The Whitlingham Bird Report 2020 is available now (click here)

For previous years (2012-2019) see the links on the Whitlingham Bird List page.

YARE VALLEY: Wheatfen insects on thistles

Keen to exploit the fickle periods of sunshine I nipped to Wheatfen one afternoon to look for beetles. I'd barely left the car park when I saw a Grass Snake moving through the vegetation, which was a nice start. I then met Will the warden, and accompanied him back to the warden's hut to buy a copy of the Mammals of Wheatfen, the first in a series of wildlife guides that are being produced. You can pick up a copy from Will for £3 if you see him there.

Whilst speaking to Will I had asked him where the best place to look for two species of beetle was. One of them is the very rare Galeruca laticollis, currently Wheatfen is the only UK site for this species. I have seen the larvae before, but not the adult beetle. The second species was the Musk Beetle, an impressively large metallic green longhorn beetle that I hadn't seen for years. Predictably both were at the far end of the reserve, so I set off in that direction.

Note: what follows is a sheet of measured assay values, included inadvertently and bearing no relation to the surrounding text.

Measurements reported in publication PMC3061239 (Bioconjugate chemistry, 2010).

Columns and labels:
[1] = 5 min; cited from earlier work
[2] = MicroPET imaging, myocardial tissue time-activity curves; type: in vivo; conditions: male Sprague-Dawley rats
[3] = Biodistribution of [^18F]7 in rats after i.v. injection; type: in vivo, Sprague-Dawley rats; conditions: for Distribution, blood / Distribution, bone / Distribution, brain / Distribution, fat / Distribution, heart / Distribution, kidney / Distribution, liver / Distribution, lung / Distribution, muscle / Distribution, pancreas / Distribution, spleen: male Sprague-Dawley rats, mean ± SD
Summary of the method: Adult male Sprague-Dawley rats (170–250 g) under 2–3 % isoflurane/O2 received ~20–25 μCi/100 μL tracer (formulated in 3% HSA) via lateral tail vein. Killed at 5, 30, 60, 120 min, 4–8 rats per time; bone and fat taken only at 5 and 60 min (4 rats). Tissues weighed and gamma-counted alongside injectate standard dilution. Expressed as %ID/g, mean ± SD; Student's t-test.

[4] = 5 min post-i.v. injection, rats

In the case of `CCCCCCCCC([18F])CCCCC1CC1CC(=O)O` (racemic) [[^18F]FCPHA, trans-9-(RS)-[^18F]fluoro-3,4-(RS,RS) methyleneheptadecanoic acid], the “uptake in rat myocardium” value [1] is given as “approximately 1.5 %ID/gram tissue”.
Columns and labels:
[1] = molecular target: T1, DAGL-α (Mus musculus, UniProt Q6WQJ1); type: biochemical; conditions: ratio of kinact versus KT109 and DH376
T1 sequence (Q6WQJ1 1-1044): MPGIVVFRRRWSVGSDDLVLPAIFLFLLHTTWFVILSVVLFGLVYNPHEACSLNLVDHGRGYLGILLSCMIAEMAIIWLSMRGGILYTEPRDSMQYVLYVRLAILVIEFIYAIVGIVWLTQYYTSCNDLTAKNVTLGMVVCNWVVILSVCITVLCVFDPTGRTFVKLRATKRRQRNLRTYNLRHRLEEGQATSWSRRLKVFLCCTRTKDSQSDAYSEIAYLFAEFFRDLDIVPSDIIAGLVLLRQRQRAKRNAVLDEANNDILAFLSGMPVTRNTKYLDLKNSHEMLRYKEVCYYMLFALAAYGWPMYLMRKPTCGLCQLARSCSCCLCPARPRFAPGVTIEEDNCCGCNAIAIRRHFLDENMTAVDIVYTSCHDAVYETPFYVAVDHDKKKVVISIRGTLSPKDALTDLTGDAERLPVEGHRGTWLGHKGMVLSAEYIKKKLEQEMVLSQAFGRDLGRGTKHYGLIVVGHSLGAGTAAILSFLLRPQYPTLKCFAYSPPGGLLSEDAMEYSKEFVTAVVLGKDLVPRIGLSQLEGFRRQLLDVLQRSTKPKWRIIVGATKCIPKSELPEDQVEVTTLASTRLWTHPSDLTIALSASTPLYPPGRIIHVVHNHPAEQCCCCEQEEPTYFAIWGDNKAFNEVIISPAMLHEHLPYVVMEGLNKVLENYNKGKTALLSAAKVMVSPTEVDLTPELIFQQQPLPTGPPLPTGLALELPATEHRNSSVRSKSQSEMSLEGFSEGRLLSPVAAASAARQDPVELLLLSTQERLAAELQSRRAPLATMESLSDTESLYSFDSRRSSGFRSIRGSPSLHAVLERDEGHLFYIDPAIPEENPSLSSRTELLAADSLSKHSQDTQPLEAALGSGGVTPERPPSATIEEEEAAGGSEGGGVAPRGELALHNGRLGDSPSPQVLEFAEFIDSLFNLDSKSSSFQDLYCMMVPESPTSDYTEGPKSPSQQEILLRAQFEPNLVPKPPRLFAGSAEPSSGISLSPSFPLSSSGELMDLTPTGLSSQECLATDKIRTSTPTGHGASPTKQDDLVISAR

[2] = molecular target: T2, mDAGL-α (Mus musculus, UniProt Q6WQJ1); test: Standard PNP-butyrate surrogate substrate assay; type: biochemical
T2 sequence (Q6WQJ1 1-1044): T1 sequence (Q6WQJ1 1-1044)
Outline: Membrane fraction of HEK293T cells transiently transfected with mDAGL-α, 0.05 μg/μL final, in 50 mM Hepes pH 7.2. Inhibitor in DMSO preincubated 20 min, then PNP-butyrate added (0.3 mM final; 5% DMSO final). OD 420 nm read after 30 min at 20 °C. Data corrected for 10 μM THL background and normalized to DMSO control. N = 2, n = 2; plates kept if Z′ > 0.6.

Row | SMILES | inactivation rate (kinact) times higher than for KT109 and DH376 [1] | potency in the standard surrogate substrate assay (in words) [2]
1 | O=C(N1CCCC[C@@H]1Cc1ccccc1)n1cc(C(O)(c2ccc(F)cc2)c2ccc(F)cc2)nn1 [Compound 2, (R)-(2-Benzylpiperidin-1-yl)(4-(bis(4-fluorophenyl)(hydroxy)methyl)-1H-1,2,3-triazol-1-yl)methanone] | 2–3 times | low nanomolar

Galeruca laticollis has a two foodplant life cycle. The larvae eat Meadow-rue but the adults eat Creeping Thistle, so it was the latter I had to look out for. As Creeping thistle is a common plant this meant a lot of plants to look through! On my way through a wooded patch I spotted two obliging Willow Emerald damselflies.

Emerging out into the open I started checking thistles, and found that the commonest creatures on them were planthoppers. I also found some Tortoise Beetles (Cassida vibex), both adults and the larvae, which create a faecal shield from their droppings in order to camouflage themselves. A Creeping Thistle Lacebug was a new species for me, having previously seen the similar Spear Thistle Lacebug. By now it had clouded over and I could hear thunder in the distance. I had checked a lot of thistles, but eventually found my target, with at least six Galeruca laticollis beetles present.

It began to rain almost as I found the beetles, and there was very little shelter about. Fortunately the storm fizzled out, allowing me to seek a bit of shelter from the lashing rain near an old willow. It carried on raining, so in the end I waited until it was less heavy and sloshed my way back.

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